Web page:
It’s hard for me to overstate how much of an influence Annie Dillard has been on me over the years. A short story about weasels in her essay collection Teaching a Stone to Talk is a big part of my call story. The one about a man pursuing her as a child through the snow in her hometown of Pittsburgh is still one of my favorite images of prevenient grace. I can practically see the angels she describes assaulting her in a deserted field. There’s always a hint of danger in her writing as well as the presence of gobsmacking divinity.
“Everywhere I look I see fire,” she claims as she walks through Virginia’s Roanoke Valley. “That which isn’t flint is tinder and the whole world sparks and flames.”
So it’s a bit of a surprise to me that it has taken me 30 years and more to get to Dillard’s slim volume on writing, The Writing Life. It is not strictly a guide to writing. There are hardly any how-to’s. In fact, it seems like another collection of her essays about nature, since finding herself in space is such an inescapable theme for her. But writing is always in the background here as she details her study carrell at Hollins College or her cabin on a Puget Sound island.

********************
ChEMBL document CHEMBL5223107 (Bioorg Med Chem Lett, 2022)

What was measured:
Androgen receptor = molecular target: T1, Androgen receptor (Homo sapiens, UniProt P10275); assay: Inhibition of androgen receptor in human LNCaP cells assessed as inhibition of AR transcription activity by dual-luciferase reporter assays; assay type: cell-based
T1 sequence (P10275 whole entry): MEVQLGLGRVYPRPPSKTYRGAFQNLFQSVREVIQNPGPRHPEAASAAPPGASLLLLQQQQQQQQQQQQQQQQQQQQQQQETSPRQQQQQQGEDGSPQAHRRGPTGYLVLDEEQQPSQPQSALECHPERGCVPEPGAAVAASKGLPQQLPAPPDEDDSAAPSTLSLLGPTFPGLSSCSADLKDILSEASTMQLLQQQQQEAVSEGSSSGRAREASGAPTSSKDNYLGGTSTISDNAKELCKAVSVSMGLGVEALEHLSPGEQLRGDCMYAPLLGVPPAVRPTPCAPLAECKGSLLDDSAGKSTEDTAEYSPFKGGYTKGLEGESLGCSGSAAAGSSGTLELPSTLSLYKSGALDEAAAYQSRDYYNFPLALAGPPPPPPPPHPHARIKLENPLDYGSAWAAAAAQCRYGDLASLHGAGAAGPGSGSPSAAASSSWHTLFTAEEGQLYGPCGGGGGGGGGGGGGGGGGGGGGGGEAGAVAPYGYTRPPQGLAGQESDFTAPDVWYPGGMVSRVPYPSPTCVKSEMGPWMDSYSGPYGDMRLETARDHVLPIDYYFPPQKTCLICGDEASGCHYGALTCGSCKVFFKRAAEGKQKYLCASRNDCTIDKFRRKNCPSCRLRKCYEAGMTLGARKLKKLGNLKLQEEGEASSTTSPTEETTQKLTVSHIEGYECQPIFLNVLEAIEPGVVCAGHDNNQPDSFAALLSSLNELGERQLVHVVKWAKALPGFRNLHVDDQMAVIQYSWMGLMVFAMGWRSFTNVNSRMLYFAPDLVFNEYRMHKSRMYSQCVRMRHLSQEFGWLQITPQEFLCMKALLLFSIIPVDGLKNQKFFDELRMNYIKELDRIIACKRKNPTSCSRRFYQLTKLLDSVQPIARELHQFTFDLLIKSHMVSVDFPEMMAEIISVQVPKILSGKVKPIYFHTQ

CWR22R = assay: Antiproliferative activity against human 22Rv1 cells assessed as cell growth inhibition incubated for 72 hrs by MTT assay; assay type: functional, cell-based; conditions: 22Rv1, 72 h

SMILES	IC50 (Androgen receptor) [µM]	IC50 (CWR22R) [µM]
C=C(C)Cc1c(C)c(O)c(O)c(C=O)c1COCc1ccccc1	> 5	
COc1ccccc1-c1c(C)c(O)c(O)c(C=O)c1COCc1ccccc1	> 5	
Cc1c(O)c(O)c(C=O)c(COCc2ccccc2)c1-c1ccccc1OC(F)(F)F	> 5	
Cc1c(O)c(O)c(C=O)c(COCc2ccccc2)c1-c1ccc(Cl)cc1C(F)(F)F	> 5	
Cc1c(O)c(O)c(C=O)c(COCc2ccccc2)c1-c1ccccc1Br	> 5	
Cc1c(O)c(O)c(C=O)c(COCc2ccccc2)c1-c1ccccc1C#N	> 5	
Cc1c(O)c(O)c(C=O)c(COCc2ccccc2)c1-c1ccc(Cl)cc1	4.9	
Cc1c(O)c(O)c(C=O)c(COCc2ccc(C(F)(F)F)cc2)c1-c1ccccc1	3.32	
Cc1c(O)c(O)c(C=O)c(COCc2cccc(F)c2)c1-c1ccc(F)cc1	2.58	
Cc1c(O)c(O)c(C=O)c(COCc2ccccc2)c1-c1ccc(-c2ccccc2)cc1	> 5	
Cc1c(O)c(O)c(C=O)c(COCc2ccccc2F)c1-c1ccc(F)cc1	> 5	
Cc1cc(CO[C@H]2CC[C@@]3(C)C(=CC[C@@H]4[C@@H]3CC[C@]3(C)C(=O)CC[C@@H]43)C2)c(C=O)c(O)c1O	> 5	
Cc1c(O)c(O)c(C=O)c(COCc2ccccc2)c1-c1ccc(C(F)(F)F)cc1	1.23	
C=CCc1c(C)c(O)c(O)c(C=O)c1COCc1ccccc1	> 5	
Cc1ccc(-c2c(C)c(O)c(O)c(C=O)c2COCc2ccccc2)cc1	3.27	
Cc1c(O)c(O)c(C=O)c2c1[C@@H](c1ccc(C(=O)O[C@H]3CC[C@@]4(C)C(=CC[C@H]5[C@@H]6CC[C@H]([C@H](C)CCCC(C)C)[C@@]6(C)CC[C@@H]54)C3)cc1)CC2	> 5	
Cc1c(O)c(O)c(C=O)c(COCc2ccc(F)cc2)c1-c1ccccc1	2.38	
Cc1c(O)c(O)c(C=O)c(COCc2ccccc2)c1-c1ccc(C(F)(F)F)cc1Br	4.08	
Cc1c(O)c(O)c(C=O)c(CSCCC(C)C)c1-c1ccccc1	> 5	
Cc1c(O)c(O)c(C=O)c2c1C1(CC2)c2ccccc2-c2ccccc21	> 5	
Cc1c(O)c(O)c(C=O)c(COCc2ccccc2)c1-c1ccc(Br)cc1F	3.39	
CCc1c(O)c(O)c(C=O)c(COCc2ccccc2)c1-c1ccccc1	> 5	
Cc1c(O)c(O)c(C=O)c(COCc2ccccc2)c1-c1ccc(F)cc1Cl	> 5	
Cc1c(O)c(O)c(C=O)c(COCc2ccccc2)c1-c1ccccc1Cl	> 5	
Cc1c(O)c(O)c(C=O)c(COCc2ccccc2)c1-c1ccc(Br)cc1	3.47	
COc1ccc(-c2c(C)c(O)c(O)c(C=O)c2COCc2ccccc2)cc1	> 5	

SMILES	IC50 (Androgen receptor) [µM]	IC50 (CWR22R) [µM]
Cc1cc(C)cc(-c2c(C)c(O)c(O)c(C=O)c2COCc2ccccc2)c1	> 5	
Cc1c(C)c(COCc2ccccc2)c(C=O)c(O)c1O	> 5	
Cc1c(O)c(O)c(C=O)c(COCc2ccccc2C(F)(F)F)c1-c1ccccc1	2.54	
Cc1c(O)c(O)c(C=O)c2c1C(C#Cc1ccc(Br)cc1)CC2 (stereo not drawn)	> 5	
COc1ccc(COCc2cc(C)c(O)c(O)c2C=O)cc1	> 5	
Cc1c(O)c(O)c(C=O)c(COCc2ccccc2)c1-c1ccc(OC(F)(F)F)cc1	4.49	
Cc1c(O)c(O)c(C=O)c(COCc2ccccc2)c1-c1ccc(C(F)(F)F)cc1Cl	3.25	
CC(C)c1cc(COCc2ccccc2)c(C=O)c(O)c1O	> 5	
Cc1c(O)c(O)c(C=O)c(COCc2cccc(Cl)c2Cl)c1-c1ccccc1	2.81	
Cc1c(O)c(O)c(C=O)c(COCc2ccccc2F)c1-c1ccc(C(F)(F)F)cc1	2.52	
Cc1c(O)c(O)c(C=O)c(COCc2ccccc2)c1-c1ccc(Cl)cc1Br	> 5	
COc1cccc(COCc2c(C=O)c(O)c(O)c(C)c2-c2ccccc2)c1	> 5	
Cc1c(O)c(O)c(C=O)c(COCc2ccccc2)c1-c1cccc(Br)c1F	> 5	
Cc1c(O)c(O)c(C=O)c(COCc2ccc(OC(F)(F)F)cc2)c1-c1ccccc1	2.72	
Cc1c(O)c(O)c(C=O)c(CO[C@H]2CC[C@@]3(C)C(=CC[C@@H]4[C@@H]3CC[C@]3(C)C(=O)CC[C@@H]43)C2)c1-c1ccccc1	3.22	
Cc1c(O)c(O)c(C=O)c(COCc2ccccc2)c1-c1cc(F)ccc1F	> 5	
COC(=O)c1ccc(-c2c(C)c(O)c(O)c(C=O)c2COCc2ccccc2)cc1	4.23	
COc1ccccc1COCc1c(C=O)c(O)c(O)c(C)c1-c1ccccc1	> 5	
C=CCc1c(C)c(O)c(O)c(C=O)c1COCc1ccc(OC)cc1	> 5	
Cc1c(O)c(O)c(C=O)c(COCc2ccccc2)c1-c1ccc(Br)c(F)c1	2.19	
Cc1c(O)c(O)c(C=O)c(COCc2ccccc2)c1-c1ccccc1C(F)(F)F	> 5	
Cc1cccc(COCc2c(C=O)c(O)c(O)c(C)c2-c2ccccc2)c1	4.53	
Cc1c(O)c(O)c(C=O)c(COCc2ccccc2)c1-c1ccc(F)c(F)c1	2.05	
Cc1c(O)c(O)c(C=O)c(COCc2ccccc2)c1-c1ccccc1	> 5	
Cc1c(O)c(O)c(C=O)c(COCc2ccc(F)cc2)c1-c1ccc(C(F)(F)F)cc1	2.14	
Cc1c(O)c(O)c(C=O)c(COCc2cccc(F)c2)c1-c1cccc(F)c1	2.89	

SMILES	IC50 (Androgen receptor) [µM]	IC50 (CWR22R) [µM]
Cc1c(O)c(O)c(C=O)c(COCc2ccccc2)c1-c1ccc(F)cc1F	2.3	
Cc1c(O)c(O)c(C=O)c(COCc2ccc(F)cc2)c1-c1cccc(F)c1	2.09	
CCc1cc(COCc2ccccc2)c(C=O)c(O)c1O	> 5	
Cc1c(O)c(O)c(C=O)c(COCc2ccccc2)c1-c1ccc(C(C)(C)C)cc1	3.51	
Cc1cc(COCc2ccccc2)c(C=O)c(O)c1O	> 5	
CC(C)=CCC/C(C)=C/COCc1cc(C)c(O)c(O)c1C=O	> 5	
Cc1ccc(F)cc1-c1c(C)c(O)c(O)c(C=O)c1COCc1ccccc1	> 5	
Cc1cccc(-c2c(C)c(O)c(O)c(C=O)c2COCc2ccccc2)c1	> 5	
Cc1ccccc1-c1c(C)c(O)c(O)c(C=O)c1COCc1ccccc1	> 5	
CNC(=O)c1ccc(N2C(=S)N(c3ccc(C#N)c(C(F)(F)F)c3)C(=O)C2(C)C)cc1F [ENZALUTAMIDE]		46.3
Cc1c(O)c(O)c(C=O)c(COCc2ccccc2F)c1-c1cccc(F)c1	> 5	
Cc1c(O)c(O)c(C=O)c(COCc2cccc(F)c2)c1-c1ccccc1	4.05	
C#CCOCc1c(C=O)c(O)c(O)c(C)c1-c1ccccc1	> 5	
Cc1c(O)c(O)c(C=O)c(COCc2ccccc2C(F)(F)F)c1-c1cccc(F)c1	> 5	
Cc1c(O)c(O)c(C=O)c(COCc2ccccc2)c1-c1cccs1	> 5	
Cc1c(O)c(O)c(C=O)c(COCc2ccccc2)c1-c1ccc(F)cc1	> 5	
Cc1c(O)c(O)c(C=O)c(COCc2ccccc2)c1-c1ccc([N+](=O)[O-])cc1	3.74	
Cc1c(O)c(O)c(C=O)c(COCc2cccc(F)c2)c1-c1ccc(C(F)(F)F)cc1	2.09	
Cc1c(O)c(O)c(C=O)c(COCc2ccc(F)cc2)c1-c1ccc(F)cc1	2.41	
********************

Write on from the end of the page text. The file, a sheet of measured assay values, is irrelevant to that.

Writing, she seems to say, is a mystery best approached indirectly. You can see your way to it in the way a stunt pilot rolls and pirouettes in the air. Or in the daylong mission of a neighbor in a row boat, fighting the tide to land a treasured floating log. Mostly you have to put yourself in places that feel like the verge of something awe-full.
No one describes the verge better than Dillard, who went to the island because it was so remote. “Once you’ve gone so far, you might as well test the limits, like an artist playing the edges, and all but sleep in the waves.” (83) It was my experience of going to the Eastern Shore of Virginia. I clung to that small strip of land at the edge of the continent like Dillard did to the island. “That island haunts me,” she says. “I was not in prison there, but instead loosed on the shore of vastness.” (89)
There is more prosaic instruction here, though some of it comes off as a mere warning about becoming a writer. Describing the common writer’s lament about finding a fatal flaw in their work, Dillard says, “Once you find it, and if you can accept the finding, of course it will mean starting again. This is why many experienced writers urge young men and women to learn a useful trade.” (10)
But Dillard is too addicted to the wonder she encounters to truly put a real writer off. She knows how vital writing that touches the spirit is. And she can’t turn away from the bone and marrow of it.
Write as if you were dying. At the same time, assume you write for an audience consisting solely of terminal patients. That is, after all, the case. What would you be writing if you knew you would die soon? What could you say to a dying person that would not enrage by its triviality? (68)